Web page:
Hampton Court Palace hosts Romeo and Juliet Shakespeare would be proud of

Hampton Court Palace hosts Romeo and Juliet Shakespeare would be proud of

Impressive: Children learned the original Shakespearean English

Drama: Costumes befitted the incredible setting

Fun: Music, frolics and lots of laughs

Fighting: The story is not all masquerade balls, you know

Death: One of Shakespeare's many cheery themes

Fin: Sad times for both houses

First published in News by

Shakespeare’s romantic tale of Romeo and Juliet was brought to life by schoolchildren at Hampton Court Palace, where the playwright made his debut performance in front of royalty.

Pupils from St John the Baptist Primary School mesmerised the audience with their rendition of the play in original Shakespearean English.

The children, whose ages ranged from seven to 11, dressed in authentic style costumes of vibrant gold, silks and velvets and wore Venetian masks for the show on Wednesday, January 30.

The palace’s great hall, adorned with historic tapestries, was the ideal stage for the acrobats, dancers, musicians and swordsmen and the minstrel gallery the perfect place for Juliet to speak to Romeo.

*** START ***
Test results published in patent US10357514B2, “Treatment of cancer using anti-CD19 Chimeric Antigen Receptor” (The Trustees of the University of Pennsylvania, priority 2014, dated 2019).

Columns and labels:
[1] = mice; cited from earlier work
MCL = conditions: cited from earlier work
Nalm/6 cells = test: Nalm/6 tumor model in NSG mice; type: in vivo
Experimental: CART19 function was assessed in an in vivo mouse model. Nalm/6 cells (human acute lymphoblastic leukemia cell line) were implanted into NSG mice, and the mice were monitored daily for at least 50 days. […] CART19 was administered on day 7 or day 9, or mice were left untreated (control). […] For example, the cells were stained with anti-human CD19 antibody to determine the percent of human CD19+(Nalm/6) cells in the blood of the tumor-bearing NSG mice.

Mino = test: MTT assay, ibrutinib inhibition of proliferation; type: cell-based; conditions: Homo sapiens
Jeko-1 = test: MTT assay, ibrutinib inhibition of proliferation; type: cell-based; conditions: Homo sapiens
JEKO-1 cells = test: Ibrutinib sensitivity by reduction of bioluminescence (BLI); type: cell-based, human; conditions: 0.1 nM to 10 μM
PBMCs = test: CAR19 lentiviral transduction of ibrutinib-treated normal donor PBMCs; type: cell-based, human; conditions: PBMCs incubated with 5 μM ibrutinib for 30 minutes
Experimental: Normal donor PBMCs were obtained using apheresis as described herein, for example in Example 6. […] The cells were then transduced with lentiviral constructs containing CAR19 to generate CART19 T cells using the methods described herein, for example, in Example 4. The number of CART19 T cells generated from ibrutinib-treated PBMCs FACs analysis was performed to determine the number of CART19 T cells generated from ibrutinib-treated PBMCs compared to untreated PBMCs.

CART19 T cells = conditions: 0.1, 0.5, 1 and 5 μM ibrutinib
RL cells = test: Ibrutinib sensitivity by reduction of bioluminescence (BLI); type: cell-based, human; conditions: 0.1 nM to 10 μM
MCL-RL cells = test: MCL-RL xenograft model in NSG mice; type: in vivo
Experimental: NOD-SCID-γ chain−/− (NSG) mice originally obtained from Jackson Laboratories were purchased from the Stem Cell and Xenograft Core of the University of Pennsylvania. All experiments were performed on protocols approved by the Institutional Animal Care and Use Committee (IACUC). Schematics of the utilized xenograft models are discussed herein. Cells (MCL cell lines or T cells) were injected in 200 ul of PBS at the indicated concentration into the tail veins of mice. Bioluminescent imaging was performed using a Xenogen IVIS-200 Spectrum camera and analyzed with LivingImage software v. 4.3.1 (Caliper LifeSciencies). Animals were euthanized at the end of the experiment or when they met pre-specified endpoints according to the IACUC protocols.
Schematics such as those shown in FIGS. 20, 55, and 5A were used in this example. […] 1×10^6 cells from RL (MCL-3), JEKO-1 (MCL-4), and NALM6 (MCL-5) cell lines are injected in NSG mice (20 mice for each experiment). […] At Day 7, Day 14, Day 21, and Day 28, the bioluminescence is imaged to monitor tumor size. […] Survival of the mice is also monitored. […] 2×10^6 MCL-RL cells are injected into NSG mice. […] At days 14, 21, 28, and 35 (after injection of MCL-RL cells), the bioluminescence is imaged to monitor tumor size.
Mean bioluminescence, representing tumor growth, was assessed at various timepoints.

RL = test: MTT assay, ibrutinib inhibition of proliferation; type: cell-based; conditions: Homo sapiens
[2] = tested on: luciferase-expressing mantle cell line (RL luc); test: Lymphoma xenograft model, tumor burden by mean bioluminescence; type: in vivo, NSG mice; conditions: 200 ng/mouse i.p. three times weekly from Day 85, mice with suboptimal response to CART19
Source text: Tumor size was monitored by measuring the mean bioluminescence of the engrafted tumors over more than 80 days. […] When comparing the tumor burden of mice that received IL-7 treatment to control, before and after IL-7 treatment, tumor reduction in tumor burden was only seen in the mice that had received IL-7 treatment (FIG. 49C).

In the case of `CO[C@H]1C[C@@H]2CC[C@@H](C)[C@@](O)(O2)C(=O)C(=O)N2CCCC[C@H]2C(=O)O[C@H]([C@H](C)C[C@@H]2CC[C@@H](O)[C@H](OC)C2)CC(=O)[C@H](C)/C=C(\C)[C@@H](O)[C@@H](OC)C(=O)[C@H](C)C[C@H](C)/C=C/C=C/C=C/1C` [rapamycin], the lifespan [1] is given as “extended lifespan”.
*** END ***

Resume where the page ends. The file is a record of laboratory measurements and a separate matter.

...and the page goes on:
Shakespeare made his first performance before King James I and his family in the very same hall in 1604.

Headteacher Susan Sawyer leads the Hampton Wick school’s drama club and said the children spent a lot of time working on diction and understanding of the plot.

She said: “In our workshops we think and act out the morals behind Shakespeare’s work, contextualising it in the children’s world today.

“After all, that is why Shakespeare stands the test of time, because he tackled the seemingly never-ending world issues, such as war, power and prejudice, but also of course love, laughter and peace.

“Our school motto is, ‘Go for it’ and these wonderful young people certainly live by that code. I feel honoured to be their headteacher.”

The school has worked with the palace for the past two years on various history, arts, maths and science projects.

Mrs Sawyer said: “Hopefully teachers and pupils around the country will see the wider opportunities this magnificent building can offer.”


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